Rural SoCal community installs wildfire protection system to protect residents

David González Image
Wednesday, September 6, 2023
Rural SoCal community installs wildfire protection system
The SoCal community of Rancho Carrillo is in an area prone to brush fires. Instead of waiting for the worst to happen, residents are leading the charge on fire preparedness.

RANCHO CARRILLO, Calif. (KABC) -- Tucked away between Orange and Riverside counties is a small community made up of about 300 people called Rancho Carrillo.

A six-mile private road into the Cleveland National Forest is the only way in and out for its residents.

In 1993, a fast-moving wildfire ravaged through parts of town.

"The fire behavior today is so dramatically less predictable than it was 30 years ago," said Brent Chase, captain for the Rancho Carrillo Volunteer Fire Company. "We all have that sense of it's not a matter of if, it's a matter of when that's going to happen."

Chase said there's only so much they can do during a wildfire other than making sure people and their animals can get out safely.

"We're really focused on if it happens quickly, and we can't get out of here in time we want to be able to have a shelter in place - spot for everybody to come," he said.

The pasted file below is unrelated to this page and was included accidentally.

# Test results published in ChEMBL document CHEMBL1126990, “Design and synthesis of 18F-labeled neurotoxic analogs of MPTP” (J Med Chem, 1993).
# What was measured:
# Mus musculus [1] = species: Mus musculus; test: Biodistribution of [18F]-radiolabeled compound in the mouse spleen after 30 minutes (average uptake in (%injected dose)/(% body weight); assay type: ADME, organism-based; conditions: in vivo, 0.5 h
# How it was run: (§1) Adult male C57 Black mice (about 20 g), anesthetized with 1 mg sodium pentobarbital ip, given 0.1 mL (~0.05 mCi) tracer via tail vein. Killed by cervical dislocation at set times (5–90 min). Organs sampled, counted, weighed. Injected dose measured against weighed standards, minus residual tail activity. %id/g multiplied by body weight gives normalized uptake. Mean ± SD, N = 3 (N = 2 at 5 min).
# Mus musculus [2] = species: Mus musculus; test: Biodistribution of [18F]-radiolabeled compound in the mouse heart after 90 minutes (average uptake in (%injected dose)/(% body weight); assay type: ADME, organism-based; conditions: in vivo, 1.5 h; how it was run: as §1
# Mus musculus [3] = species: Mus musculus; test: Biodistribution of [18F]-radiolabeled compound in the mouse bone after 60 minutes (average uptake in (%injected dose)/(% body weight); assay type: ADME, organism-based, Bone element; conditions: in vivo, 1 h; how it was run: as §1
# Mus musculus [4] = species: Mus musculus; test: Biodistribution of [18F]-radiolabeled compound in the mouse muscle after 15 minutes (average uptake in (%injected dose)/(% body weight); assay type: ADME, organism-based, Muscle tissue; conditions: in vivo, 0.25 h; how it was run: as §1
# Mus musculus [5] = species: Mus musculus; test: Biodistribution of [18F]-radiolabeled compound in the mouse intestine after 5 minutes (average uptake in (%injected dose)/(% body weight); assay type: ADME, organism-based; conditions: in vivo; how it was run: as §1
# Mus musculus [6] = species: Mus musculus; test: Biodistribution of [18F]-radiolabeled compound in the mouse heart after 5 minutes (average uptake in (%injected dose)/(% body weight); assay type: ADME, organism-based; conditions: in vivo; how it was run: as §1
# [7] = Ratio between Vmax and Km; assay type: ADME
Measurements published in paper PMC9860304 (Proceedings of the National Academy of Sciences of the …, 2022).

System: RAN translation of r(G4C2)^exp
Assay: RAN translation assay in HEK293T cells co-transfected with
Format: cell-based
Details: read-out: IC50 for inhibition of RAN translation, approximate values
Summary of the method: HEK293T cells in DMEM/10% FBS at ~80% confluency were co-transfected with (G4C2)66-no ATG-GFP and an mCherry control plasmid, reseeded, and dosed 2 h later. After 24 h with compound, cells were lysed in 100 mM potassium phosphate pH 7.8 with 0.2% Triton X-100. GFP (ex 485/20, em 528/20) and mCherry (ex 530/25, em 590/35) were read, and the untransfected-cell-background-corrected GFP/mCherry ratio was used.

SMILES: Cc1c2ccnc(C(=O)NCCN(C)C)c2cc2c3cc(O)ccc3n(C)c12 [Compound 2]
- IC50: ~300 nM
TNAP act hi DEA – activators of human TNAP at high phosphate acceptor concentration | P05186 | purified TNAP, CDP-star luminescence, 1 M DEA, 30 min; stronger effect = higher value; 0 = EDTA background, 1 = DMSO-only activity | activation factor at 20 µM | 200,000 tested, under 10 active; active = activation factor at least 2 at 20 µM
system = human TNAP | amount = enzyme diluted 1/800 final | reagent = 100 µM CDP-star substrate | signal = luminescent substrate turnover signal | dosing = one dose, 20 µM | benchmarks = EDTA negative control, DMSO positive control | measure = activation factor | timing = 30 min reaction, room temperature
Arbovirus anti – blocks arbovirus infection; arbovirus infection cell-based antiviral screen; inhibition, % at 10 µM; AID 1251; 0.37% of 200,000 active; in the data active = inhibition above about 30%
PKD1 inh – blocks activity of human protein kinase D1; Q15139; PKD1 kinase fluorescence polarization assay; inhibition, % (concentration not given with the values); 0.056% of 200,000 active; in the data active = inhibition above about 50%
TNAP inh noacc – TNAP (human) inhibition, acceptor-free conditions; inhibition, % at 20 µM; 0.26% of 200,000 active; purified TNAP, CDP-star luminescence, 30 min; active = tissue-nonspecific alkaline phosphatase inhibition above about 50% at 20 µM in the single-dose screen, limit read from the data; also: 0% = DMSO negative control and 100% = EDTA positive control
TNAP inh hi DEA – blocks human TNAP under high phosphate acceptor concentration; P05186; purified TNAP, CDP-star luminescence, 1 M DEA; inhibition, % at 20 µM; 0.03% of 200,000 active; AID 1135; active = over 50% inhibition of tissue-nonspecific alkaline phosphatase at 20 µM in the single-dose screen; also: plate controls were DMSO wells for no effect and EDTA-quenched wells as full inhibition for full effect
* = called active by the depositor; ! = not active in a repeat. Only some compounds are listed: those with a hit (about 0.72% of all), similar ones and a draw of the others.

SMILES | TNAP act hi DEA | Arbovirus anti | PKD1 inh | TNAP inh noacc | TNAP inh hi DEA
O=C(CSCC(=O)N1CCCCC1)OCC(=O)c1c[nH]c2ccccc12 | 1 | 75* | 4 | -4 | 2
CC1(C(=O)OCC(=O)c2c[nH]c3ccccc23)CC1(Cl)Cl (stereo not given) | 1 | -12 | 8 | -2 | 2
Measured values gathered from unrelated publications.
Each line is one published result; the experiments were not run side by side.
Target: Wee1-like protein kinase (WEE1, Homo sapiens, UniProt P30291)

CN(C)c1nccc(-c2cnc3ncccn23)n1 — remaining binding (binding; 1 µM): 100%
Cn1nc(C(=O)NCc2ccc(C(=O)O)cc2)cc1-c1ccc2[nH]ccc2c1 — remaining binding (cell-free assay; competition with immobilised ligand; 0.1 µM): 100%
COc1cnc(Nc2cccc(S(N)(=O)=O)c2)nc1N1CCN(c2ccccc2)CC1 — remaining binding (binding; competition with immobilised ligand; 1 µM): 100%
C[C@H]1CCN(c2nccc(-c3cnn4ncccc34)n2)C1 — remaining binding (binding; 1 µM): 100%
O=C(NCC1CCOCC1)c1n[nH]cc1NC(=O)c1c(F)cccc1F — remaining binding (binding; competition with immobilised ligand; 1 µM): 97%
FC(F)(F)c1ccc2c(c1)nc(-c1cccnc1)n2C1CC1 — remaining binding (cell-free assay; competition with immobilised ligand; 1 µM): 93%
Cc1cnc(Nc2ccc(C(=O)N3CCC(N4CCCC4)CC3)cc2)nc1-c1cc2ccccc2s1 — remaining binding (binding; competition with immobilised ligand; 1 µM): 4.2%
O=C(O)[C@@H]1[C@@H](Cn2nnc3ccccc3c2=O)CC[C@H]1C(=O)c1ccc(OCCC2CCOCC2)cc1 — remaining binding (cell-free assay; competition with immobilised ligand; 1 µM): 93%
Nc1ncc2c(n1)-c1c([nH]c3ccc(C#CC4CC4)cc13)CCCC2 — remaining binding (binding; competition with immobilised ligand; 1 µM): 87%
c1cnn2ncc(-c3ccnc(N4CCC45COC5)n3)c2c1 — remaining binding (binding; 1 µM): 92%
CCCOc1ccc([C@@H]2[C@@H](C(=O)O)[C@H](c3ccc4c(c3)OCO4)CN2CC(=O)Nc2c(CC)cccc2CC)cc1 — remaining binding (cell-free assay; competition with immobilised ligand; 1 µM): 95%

Chase said they've installed a Frontline Wildfire Defense system on its community center that adds another level of protection.

"That's a whole company of firefighters that's on this building without me having to be here," Chase said.

Luke Maher, head of marketing for Frontline Wildfire Defense, said the defense system uses software to monitor wildfires in the area and turns on external sprinklers that saturates the building with a mixture of water and foam, and creates up to a 30-foot wet zone when there's a threat nearby.

"I think this is potentially a model for how communities can defend themselves and control their own destiny," Maher said.

"Essentially, create an environment that's too wet to ignite for ember ignition, which is the number one reason that homes burn during a wildfire, is wind-borne embers." Maher added.

The system starts at about $25,000.

Chase said whether or not each individual resident in Rancho Carrillo decides to implement a wildfire protection system like this one in their homes they at least know they have a safe place here in their community where they can go just in case of an emergency.

"As a volunteer fireman I know I will be somewhere else doing something, so knowing that this building is protected on its own without me having to be here to do anything, it lets me rest comfortably," Chase said.